Even though antioxidants could, in theory, be protective against CVD and there is observational data supporting this theory, controlled trials employing supplements have been disappointing. The Heart Outcomes Prevention Evaluation trial (HOPE), a definitive clinical trial relating vitamin E supplementation to CVD outcomes, revealed no effect of vitamin E supplementation on myocardial infarction, stroke or death from cardiovascular causes in men or women (24). Also, the results of the Heart Protection Study indicated that no significant benefits of daily supplementation of vitamin E, vitamin C and b-carotene were observed among the high-risk individuals that were the subject of the study (25). In several studies where dietary vitamin C reduced the risk of coronary heart disease, supplemental vitamin C had little effect. Clinical trial evidence is lacking at present. Observational cohort studies have suggested a protective role for carotenoids but a meta-analysis of four randomized trials, in contrast, reported an increased risk of cardiovascular death (26).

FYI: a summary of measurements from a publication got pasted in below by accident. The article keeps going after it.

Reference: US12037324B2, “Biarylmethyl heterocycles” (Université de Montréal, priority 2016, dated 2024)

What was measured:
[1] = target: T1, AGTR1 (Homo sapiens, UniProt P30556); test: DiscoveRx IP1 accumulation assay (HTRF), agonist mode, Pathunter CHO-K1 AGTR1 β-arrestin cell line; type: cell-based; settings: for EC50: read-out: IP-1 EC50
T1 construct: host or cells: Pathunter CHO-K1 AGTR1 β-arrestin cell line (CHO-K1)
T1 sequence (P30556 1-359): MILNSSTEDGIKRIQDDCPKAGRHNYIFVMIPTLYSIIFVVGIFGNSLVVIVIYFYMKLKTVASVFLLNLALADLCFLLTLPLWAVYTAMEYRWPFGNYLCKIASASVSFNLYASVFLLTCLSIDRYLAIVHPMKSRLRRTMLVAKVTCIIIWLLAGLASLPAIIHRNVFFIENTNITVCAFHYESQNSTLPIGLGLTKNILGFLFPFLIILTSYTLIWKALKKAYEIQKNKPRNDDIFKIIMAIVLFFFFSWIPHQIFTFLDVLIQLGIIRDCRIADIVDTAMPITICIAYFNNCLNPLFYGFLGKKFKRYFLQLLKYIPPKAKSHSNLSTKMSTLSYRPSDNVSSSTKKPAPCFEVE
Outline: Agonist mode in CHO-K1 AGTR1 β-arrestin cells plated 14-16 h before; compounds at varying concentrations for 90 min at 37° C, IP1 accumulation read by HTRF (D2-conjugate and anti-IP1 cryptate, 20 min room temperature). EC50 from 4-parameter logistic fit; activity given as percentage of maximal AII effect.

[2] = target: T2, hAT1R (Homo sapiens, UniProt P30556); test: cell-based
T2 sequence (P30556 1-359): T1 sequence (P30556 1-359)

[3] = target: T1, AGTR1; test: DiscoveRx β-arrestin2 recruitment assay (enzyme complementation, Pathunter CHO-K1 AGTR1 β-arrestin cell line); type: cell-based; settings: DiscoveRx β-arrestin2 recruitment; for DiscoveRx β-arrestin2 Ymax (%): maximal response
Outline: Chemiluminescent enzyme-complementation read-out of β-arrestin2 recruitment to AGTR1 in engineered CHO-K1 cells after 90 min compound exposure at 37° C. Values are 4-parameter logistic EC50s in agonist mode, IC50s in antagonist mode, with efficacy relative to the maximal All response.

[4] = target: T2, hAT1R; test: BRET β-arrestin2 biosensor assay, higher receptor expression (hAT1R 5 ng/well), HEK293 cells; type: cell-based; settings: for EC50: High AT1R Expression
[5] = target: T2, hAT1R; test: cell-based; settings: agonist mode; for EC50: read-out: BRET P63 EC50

The relationship of folate to CVD has been mostly explored through its effect on homocysteine, which may itself be an independent risk factor for coronary heart disease and probably also for stroke. Folic acid is required for the methylation of homocysteine to methionine. Reduced plasma folate has been strongly associated with elevated plasma homocysteine levels and folate supplementation has been demonstrated to decrease those levels (27). However, the role of homocysteine as an independent risk factor for CVD has been subject to much debate, since several prospective studies have not found this association to be independent of other risk factors (28, 29). It has also been suggested that elevation of plasma homocysteine is a consequence and not a cause of atherosclerosis, wherein impaired renal function resulting from atherosclerosis raises plasma homocysteine levels (30, 31). Data from the Nurses' Health Study showed that folate and vitamin B6, from diet and supplements, conferred protection against coronary heart disease (32). A recently published metaanalysis concluded that a higher intake of folate (0.8 mg folic acid) would reduce the risk of ischaemic heart disease by 16% and stroke by 24% (33).